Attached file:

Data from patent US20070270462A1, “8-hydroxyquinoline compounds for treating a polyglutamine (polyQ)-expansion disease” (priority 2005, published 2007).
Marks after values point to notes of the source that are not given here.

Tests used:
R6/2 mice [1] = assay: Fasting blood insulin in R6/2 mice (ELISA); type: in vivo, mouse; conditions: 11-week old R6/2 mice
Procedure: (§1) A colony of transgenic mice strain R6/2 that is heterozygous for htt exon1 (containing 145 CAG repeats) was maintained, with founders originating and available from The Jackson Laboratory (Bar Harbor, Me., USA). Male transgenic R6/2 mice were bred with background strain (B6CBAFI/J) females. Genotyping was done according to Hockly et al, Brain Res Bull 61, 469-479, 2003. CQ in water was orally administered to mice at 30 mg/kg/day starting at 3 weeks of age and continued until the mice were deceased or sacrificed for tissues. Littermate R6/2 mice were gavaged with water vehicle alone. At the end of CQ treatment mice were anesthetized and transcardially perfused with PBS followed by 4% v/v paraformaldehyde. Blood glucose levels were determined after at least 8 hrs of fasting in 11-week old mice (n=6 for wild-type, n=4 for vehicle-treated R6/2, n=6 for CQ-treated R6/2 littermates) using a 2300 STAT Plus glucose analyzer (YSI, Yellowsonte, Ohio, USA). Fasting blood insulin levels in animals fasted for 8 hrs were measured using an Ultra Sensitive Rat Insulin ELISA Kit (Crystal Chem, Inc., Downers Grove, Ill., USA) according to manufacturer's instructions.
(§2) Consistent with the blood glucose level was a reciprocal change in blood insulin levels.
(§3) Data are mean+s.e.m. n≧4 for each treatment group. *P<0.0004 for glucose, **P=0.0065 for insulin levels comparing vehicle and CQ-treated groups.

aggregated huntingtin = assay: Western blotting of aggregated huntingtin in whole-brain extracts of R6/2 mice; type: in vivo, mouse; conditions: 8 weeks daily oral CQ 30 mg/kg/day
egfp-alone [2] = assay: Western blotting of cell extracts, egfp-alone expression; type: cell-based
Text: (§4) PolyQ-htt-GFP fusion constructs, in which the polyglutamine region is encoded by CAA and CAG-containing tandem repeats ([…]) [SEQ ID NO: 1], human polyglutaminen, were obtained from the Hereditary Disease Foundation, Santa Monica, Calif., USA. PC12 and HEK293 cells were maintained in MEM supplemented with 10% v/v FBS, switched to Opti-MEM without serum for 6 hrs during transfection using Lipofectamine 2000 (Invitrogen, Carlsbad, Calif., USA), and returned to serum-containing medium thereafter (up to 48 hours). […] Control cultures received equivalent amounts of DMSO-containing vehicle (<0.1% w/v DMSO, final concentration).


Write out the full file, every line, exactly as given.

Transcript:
Data from patent US20070270462A1, “8-hydroxyquinoline compounds for treating a polyglutamine (polyQ)-expansion disease” (priority 2005, published 2007).
Marks after values point to notes of the source that are not given here.

Tests used:
R6/2 mice [1] = assay: Fasting blood insulin in R6/2 mice (ELISA); type: in vivo, mouse; conditions: 11-week old R6/2 mice
Procedure: (§1) A colony of transgenic mice strain R6/2 that is heterozygous for htt exon1 (containing 145 CAG repeats) was maintained, with founders originating and available from The Jackson Laboratory (Bar Harbor, Me., USA). Male transgenic R6/2 mice were bred with background strain (B6CBAFI/J) females. Genotyping was done according to Hockly et al, Brain Res Bull 61, 469-479, 2003. CQ in water was orally administered to mice at 30 mg/kg/day starting at 3 weeks of age and continued until the mice were deceased or sacrificed for tissues. Littermate R6/2 mice were gavaged with water vehicle alone. At the end of CQ treatment mice were anesthetized and transcardially perfused with PBS followed by 4% v/v paraformaldehyde. Blood glucose levels were determined after at least 8 hrs of fasting in 11-week old mice (n=6 for wild-type, n=4 for vehicle-treated R6/2, n=6 for CQ-treated R6/2 littermates) using a 2300 STAT Plus glucose analyzer (YSI, Yellowsonte, Ohio, USA). Fasting blood insulin levels in animals fasted for 8 hrs were measured using an Ultra Sensitive Rat Insulin ELISA Kit (Crystal Chem, Inc., Downers Grove, Ill., USA) according to manufacturer's instructions.
(§2) Consistent with the blood glucose level was a reciprocal change in blood insulin levels.
(§3) Data are mean+s.e.m. n≧4 for each treatment group. *P<0.0004 for glucose, **P=0.0065 for insulin levels comparing vehicle and CQ-treated groups.

aggregated huntingtin = assay: Western blotting of aggregated huntingtin in whole-brain extracts of R6/2 mice; type: in vivo, mouse; conditions: 8 weeks daily oral CQ 30 mg/kg/day
egfp-alone [2] = assay: Western blotting of cell extracts, egfp-alone expression; type: cell-based
Text: (§4) PolyQ-htt-GFP fusion constructs, in which the polyglutamine region is encoded by CAA and CAG-containing tandem repeats ([…]) [SEQ ID NO: 1], human polyglutaminen, were obtained from the Hereditary Disease Foundation, Santa Monica, Calif., USA. PC12 and HEK293 cells were maintained in MEM supplemented with 10% v/v FBS, switched to Opti-MEM without serum for 6 hrs during transfection using Lipofectamine 2000 (Invitrogen, Carlsbad, Calif., USA), and returned to serum-containing medium thereafter (up to 48 hours). […] Control cultures received equivalent amounts of DMSO-containing vehicle (<0.1% w/v DMSO, final concentration).